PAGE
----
Appeals to divine causation are thus redundant when it comes to explaining the world and its contents. Indeed, Epicurus adds, such explanations are demonstrably mistaken, because no divine being could possibly have a motive to create and govern even one world, let alone countlessly many. The supremely blessed state of mind is tranquillity, which must therefore be assumed to be the state that any god would desire and could be relied on to attain. And true tranquillity is simply incompatible with the world-governing role that popular religion attributes to the gods.
Epicureans, we may note here, set out in their own lives to adopt a similarly minimalist attitude to political involvement. True happiness is not to be found in the political arena, whose competition for power arises as a pathetically vain attempt to protect oneself from the inevitability of death. We should do enough to fulfil our contractual commitments to the political community, but real peace of mind is to be found elsewhere: it belongs in the friendship networks that constitute smaller communities, such as those Epicurus set up in various locations around the Mediterranean world, the most famous being his school the “Garden”, just outside the walls of Athens. Epicurus’s tranquil gods are thus, in a sense, ideal models of the best human life as he conceived and lived it.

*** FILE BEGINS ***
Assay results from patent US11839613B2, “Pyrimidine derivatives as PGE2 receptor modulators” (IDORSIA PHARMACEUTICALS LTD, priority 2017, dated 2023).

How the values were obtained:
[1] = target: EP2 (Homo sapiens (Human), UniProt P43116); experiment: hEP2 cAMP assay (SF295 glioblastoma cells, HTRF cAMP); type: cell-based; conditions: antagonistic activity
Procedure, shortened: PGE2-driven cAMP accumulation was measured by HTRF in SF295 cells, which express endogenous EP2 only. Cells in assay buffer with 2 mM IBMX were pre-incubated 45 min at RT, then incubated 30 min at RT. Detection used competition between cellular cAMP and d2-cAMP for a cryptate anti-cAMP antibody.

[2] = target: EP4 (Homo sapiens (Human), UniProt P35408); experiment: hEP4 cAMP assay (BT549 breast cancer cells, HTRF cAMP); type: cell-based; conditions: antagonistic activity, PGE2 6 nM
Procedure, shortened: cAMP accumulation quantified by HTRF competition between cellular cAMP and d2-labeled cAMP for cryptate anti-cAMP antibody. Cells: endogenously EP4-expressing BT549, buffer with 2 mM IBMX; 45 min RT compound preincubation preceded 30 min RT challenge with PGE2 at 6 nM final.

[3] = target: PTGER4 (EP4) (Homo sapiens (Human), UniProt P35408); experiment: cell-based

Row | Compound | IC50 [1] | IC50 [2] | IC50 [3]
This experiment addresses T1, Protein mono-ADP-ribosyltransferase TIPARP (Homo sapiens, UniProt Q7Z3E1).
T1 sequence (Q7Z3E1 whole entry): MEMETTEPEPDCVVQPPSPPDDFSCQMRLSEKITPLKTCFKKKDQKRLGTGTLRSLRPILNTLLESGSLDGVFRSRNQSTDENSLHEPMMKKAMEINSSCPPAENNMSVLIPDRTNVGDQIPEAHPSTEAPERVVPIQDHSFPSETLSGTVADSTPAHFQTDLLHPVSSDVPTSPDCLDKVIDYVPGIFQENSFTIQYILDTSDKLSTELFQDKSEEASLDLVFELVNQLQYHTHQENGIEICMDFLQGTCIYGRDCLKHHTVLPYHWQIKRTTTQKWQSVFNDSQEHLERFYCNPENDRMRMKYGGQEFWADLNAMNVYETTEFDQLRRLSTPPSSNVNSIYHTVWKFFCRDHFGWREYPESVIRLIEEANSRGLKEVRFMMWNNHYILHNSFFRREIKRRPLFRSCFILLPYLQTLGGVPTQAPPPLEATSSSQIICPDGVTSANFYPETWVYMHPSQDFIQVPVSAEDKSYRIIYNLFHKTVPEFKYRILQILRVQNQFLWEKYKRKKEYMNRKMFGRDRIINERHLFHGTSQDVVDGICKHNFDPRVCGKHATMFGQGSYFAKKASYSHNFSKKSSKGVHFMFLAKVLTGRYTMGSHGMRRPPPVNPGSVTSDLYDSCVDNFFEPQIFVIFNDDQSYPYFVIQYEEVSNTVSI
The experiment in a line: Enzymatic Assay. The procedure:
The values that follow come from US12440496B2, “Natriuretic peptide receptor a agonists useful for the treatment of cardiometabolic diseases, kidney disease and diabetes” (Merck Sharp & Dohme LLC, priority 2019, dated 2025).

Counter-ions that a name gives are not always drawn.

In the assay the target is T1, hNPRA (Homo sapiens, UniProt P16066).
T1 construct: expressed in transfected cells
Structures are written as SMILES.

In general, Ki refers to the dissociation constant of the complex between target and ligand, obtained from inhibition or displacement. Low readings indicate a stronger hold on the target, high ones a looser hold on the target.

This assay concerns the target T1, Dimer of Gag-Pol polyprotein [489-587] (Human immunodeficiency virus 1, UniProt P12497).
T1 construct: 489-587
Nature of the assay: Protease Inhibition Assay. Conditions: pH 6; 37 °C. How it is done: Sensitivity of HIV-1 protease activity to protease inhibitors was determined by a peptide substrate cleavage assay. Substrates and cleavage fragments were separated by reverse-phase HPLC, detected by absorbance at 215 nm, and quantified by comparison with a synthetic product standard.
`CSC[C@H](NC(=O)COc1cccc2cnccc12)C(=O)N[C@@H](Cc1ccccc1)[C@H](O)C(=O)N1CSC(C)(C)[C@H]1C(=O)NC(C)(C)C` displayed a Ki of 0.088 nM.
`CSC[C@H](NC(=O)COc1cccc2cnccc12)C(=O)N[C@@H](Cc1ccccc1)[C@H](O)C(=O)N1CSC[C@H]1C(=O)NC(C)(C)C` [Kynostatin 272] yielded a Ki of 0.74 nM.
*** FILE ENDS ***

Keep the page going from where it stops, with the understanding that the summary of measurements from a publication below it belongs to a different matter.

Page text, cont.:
Could that be all that the gods are, namely our own idealised role models? To reformulate the question in its historical context, did Epicurus consider the enviably blessed and immortal anthropomorphic gods revered by the Greeks to be simply mental projections of their culture’s own ideals, and hence human thought-constructs rather than objectively living beings? Or did he suppose that there also existed, somewhere in the universe, immortal life-forms actually enjoying such an existence?
Epicurus’s own pronouncements on the nature of the gods were pointedly opaque. From an early stage in his school’s history these pronouncements were, admittedly, interpreted by his followers as theistic in intent, asserting the objective existence of immortal gods made of atoms and located outside our world. His critics, on the other hand, interpreted them as atheistic – that is, as denying the gods any objective reality. Today too, scholarly opinion remains divided between the former, “realist” interpretation of Epicurus’s theology and the latter, “idealist” one.